Inside the ‘big mess’ facing Florida teachers’ unions

POLITICO | By Kimberly Leonard | November 23, 2023

Good morning and welcome to Tuesday.

Florida’s teachers’ unions are scrambling under a new law that makes it harder for them to stay in existence.

Ever since October, unions must show that 60 percent of eligible school employees are paying dues. If they can’t, they need to collect signed cards from roughly a third of members who attest they want to be represented by the union. Then, they hold an election.

This’ll happen every year. And if they don’t meet the new requirements, they risk losing their labor contracts and can’t bargain for better pay, benefits and working conditions and have to start all over on recertifying their union. Unions complain the whole ordeal is confusing, expensive and elaborate.

Adding to the hurdles is that unions aren’t allowed to automatically deduct dues from pay checks anymore, and they’ve had a hard time getting some teachers to agree to pay their dues through a new payment site they created as a backup. Soon, they’ll have to pay for new, state-mandated audits.

The Florida Education Association sees the effort as a broader move to undermine public schools, placing the state’s anti-union law in the same category as taxpayer-funded vouchers that students can use to attend private schools or making it easier for families to challenge books.

“Gov. DeSantis decided that he needed an enemy to run for president and was going to make the teacher’s unions his enemies,” said the group’s president, Andrew Spar.

Teachers aren’t the only unions affected, but they’re the largest. They’ve also been a DeSantis target ever since they opposed the governor’s plan to reopen schools during the pandemic, sooner than teachers thought it safe. The governor’s office has framed the new law as beneficial for teachers, saying they — and not unions — should be able to keep more of their paychecks after the state increased salaries.

“Our state’s teachers should not feel compelled or bullied into joining a group that does not represent them or their interests,” said DeSantis’ spokesperson Jeremy Redfern.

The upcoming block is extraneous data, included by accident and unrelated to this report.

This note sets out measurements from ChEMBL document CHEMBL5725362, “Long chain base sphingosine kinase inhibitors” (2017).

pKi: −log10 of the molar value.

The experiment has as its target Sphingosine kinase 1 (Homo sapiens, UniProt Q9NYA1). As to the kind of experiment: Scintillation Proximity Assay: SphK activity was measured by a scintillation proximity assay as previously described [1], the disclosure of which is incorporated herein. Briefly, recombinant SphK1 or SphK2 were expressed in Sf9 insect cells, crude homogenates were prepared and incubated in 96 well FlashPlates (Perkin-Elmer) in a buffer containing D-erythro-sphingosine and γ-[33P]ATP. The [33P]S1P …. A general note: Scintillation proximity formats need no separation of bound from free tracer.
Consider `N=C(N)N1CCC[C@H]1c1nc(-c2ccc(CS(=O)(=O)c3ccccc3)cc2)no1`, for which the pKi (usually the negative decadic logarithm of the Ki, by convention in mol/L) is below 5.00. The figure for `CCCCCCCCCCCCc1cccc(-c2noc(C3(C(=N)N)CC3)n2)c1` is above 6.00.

Every school district has a different deadline to meet the 60 percent threshold, and many of them, with months to go, are already dreading it. One is the Madison County Education Association, a small local union that is about 20 percentage points behind where it needs to be. It’ll be hosting a trivia night and meal next month to get more teachers interested in membership.

“I’m really worried and it’s extremely time consuming,” said Caulette Hicks, the group’s president who also teaches high-school English full time. “The only way I know how to do it is to go before every person and do it.” She predicted she’d have to take time off work to meet the requirements, despite severe staff shortages.

United Teachers of Dade, the largest teacher’s union in the state, is waiting to see whether it’s set for the year, the Miami Herald reported. Lee Bryant, president of the Pinellas Classroom Teachers Association who also shared his experience with the Tampa Bay Times, told Playbook the whole process was a “big mess” and that he was working to collect far above the 2,000 cards required, though he’s facing headwinds from the forthcoming holidays.

“I don’t see [Gov. DeSantis] changing,” Bryant said. “I don’t see the state Legislature changing unless citizens elect more labor-loving individuals.”

The Public Employees Relations Commission, which monitors labor and employment issues, has held numerous public hearings, meetings and workshops to help unions get ready for the new law, said the commission’s chair, Donald Rubottom, who noted that groups have been aware of the requirements since the law passed in May. He cast the challenges as growing pains, said the commission was there to help and predicted teachers’ unions would be able to hit the new requirements. “We don’t expect any of them to fail at it,” he said.

— WHERE’S RON? Gov. DeSantis is doing events in New Hampshire with Never Back Down, the PAC supporting his presidency, and New Hampshire Gov. Chris Sununu is joining him for a noon appearance. Florida first lady Casey DeSantis will be at Never Back Down events in Iowa.

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